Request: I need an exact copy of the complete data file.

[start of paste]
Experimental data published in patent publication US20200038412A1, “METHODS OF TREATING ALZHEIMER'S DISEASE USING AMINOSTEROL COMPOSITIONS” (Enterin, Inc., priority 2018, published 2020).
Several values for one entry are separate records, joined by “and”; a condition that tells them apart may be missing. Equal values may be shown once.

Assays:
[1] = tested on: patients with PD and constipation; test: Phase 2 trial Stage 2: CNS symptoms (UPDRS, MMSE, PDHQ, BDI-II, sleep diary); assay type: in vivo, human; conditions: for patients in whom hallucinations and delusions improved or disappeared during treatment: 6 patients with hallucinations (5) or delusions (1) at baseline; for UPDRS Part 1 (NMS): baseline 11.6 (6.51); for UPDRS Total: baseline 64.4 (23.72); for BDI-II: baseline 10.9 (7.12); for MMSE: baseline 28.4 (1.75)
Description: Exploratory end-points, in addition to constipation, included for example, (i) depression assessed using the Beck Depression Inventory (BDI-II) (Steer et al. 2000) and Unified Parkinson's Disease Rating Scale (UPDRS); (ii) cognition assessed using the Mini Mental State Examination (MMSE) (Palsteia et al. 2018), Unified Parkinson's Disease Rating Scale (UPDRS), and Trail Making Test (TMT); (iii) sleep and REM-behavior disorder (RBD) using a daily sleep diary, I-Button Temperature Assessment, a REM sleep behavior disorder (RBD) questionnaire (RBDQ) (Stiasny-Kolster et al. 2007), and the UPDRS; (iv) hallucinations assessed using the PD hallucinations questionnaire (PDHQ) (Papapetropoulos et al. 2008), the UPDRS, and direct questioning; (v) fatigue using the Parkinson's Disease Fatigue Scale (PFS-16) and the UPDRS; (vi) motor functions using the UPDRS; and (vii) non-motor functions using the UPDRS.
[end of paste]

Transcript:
Experimental data published in patent publication US20200038412A1, “METHODS OF TREATING ALZHEIMER'S DISEASE USING AMINOSTEROL COMPOSITIONS” (Enterin, Inc., priority 2018, published 2020).
Several values for one entry are separate records, joined by “and”; a condition that tells them apart may be missing. Equal values may be shown once.

Assays:
[1] = tested on: patients with PD and constipation; test: Phase 2 trial Stage 2: CNS symptoms (UPDRS, MMSE, PDHQ, BDI-II, sleep diary); assay type: in vivo, human; conditions: for patients in whom hallucinations and delusions improved or disappeared during treatment: 6 patients with hallucinations (5) or delusions (1) at baseline; for UPDRS Part 1 (NMS): baseline 11.6 (6.51); for UPDRS Total: baseline 64.4 (23.72); for BDI-II: baseline 10.9 (7.12); for MMSE: baseline 28.4 (1.75)
Description: Exploratory end-points, in addition to constipation, included for example, (i) depression assessed using the Beck Depression Inventory (BDI-II) (Steer et al. 2000) and Unified Parkinson's Disease Rating Scale (UPDRS); (ii) cognition assessed using the Mini Mental State Examination (MMSE) (Palsteia et al. 2018), Unified Parkinson's Disease Rating Scale (UPDRS), and Trail Making Test (TMT); (iii) sleep and REM-behavior disorder (RBD) using a daily sleep diary, I-Button Temperature Assessment, a REM sleep behavior disorder (RBD) questionnaire (RBDQ) (Stiasny-Kolster et al. 2007), and the UPDRS; (iv) hallucinations assessed using the PD hallucinations questionnaire (PDHQ) (Papapetropoulos et al. 2008), the UPDRS, and direct questioning; (v) fatigue using the Parkinson's Disease Fatigue Scale (PFS-16) and the UPDRS; (vi) motor functions using the UPDRS; and (vii) non-motor functions using the UPDRS.